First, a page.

When one thinks of a quilt, images of fabric, woven squares and warm winter nights come to mind. Through a process known as patchwork, a quilter sews many different fabrics together to create blocks.
In 2001, Donna Sue Groves wanted to honor her mother, a celebrated quilter in Adams County, Ohio, with a painted quilt block on her barn, now known as a barn quilt.
From the originally painted “Ohio Star” in 2001, a grassroots art movement was born, with more than 42 states in the country now hosting more than 4,000 barn quilts.
Just about 14 of these uniquely painted square decorations exist in Clark County. Mike Tribe, of Ridgefield, has made over half of them.
“These things are all over the United States and Canada now,” Tribe said. “They’re showing up all over the place.”
Tribe started creating barn quilts a year ago after he retired and his mom suggested he do something creative with his spare time.
“I enjoyed doing it so much that I kept doing it,” Tribe said.
He makes them for friends, family and himself, as his property is decorated with many barn quilts of different shapes and sizes.
According to Tribe, the traditional size of a barn quilt is 8 feet by 8 feet and made of painting over veneer-coated plywood with a high quality outdoor paint.
“I usually do two coats of paint,” Tribe said while he displayed the design for a new quilt in his shop.
To create a quilt, Tribe first finds a design he likes from different barn quilts, fabric quilts or online.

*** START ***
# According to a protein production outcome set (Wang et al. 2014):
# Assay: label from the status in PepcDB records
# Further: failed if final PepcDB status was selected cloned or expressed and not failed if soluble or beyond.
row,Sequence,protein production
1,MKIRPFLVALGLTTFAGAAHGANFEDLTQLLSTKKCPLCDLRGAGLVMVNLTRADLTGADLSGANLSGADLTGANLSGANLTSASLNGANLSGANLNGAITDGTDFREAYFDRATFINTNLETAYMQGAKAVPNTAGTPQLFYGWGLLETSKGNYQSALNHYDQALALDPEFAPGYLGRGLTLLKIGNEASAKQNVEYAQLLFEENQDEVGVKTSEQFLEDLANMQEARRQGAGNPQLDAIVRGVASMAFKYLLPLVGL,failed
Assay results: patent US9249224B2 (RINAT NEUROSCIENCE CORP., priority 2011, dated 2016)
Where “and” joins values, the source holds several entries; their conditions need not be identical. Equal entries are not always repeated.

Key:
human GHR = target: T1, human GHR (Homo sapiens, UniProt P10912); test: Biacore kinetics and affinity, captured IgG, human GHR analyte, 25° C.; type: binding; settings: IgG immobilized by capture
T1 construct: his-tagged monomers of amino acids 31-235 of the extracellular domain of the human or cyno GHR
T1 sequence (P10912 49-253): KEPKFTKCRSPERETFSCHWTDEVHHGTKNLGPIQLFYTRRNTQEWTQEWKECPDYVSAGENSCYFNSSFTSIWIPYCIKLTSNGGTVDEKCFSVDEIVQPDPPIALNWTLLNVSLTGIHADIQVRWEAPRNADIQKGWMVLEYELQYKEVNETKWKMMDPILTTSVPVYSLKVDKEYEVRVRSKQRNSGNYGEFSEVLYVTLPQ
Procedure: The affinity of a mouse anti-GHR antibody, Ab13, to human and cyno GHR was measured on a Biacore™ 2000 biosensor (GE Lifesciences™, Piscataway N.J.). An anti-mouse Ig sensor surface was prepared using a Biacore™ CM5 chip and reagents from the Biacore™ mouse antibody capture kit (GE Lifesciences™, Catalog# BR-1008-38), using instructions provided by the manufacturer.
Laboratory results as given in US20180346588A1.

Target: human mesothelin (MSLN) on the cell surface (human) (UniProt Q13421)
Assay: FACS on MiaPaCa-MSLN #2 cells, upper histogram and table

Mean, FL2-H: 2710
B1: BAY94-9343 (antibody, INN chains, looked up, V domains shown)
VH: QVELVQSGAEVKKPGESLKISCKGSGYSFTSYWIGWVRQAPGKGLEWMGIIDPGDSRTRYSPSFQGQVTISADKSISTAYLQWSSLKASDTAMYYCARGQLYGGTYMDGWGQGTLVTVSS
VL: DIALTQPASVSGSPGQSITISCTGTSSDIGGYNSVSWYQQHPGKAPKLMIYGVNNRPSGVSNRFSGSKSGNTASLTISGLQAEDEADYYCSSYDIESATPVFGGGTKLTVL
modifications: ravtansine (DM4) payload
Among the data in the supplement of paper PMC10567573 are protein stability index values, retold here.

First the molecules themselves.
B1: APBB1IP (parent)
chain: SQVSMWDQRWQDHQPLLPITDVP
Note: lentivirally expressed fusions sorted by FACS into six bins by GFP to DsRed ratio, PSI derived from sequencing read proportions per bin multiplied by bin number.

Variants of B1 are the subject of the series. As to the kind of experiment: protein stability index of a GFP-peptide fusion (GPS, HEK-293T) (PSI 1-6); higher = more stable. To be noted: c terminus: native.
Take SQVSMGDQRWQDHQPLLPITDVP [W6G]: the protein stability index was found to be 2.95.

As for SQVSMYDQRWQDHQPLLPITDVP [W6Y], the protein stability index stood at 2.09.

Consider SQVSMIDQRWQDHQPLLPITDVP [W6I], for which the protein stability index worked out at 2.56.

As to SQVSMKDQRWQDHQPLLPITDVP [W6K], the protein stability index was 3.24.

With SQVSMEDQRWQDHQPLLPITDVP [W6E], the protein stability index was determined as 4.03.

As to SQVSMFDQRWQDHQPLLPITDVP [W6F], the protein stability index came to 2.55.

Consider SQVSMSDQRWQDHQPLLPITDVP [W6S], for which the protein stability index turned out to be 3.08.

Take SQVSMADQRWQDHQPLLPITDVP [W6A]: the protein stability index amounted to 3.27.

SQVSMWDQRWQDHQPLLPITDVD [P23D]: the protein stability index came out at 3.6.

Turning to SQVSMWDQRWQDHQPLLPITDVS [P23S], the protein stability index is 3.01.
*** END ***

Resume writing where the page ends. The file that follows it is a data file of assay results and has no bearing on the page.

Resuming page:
“I have an old antique windmill, so I called my first design ‘The Windmill,’” he said as he pointed to a four-by-four green and white square sitting in the back of his shop.
Following a design choice, Tribe cuts the perfect square with a guide and a skill saw. “Measuring is incredibly important,” he said. “If you get one measurement wrong, the entire design is off.”
Once the measurements are correct, Tribe draws the design on the board and paints over it with two coats of paint. Tribe creates quilts of many shapes and sizes from two-by-two to the traditional shapes.
He said his quilts can be found around the world.
“I just made these two for my friend that lives in England,” he said as he rummaged through his supplies to find two freshly painted one-by-one barn quilts. “I have quilts in Benton City and Raymond.”
Tribe’s quilts can also be seen around the county, with Wayne Rivers CPA in Battle Ground showing off one of his creations.
“Wayne’s one of my buddies, so I made that for him,” Tribe said.
He also has a quilt up at Country Manor Quilting in Ridgefield.
“It’s all about the art,” he said, adding that his favorite part of the entire process is giving the quilts away. “I get a lot of enjoyment out of it,” he said.
Like Tribe, many people around the United States create barn quilts to decorate their towns. Barn Quilt “trails” that pinpoint the locations of numerous quilts in the same geographic areas can be found online.
“It’s a lot like wine tasting,” Tribe said. “You drive around looking at different barn quilts and designs.”
Tribe made a trip back to Adams County, Ohio, last year to see where the entire movement started. He said he didn’t have the opportunity to meet Donna Sue, the originator of the movement, but he saw plenty of barn quilts and quilt trails in the area.
“They’re all over the place over there,” he said.
Tribe said he’s not looking to sell his quilts because he feels doing so would take the fun out of it and create stress out of something he finds fun.
“I like to make them on my own schedule,” he said. “Sometimes I just don’t want to make them.”
While Tribe may not be open for business, art lovers can experience barn quilt trails throughout many parts of Washington and Clark County with other quilts such as the one at Mt. Valley Grange #79, which was created by the Chelatchie Quilters.
From east to west, barn quilts decorate the Evergreen State. You can find more about the trails in Washington by visiting